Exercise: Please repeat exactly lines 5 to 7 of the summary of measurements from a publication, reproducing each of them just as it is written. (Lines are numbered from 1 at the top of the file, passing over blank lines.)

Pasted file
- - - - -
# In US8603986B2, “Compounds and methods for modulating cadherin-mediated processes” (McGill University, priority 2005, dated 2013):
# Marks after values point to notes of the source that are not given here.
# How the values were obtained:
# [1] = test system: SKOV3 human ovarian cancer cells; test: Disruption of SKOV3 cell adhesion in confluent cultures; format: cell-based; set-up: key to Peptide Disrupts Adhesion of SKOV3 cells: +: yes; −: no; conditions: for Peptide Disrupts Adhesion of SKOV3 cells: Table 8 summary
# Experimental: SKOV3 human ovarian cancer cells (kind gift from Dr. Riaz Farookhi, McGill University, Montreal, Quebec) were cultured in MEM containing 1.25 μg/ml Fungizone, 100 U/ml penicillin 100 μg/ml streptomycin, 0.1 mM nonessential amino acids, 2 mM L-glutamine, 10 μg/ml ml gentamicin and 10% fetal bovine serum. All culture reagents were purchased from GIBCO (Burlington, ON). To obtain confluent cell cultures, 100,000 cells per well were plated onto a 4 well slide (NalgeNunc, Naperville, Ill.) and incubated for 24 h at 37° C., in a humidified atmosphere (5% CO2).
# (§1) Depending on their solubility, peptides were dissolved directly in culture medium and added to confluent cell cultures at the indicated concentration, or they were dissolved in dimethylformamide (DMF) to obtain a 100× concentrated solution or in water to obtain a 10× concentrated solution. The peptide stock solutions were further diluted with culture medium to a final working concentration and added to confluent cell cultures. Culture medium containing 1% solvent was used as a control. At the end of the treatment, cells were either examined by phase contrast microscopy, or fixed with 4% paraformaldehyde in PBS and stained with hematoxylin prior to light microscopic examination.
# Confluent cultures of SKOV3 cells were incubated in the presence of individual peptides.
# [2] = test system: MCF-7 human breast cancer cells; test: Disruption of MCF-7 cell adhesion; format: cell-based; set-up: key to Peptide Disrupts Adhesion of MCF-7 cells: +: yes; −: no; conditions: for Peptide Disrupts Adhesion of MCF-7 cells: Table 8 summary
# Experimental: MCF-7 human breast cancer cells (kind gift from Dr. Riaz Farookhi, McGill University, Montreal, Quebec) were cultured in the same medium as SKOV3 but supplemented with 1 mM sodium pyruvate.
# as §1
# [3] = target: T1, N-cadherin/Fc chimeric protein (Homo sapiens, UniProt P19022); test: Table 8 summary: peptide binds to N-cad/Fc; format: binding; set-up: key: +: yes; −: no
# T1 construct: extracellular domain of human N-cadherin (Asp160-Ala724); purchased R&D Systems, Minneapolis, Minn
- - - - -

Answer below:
# Experimental: SKOV3 human ovarian cancer cells (kind gift from Dr. Riaz Farookhi, McGill University, Montreal, Quebec) were cultured in MEM containing 1.25 μg/ml Fungizone, 100 U/ml penicillin 100 μg/ml streptomycin, 0.1 mM nonessential amino acids, 2 mM L-glutamine, 10 μg/ml ml gentamicin and 10% fetal bovine serum. All culture reagents were purchased from GIBCO (Burlington, ON). To obtain confluent cell cultures, 100,000 cells per well were plated onto a 4 well slide (NalgeNunc, Naperville, Ill.) and incubated for 24 h at 37° C., in a humidified atmosphere (5% CO2).
# (§1) Depending on their solubility, peptides were dissolved directly in culture medium and added to confluent cell cultures at the indicated concentration, or they were dissolved in dimethylformamide (DMF) to obtain a 100× concentrated solution or in water to obtain a 10× concentrated solution. The peptide stock solutions were further diluted with culture medium to a final working concentration and added to confluent cell cultures. Culture medium containing 1% solvent was used as a control. At the end of the treatment, cells were either examined by phase contrast microscopy, or fixed with 4% paraformaldehyde in PBS and stained with hematoxylin prior to light microscopic examination.
# Confluent cultures of SKOV3 cells were incubated in the presence of individual peptides.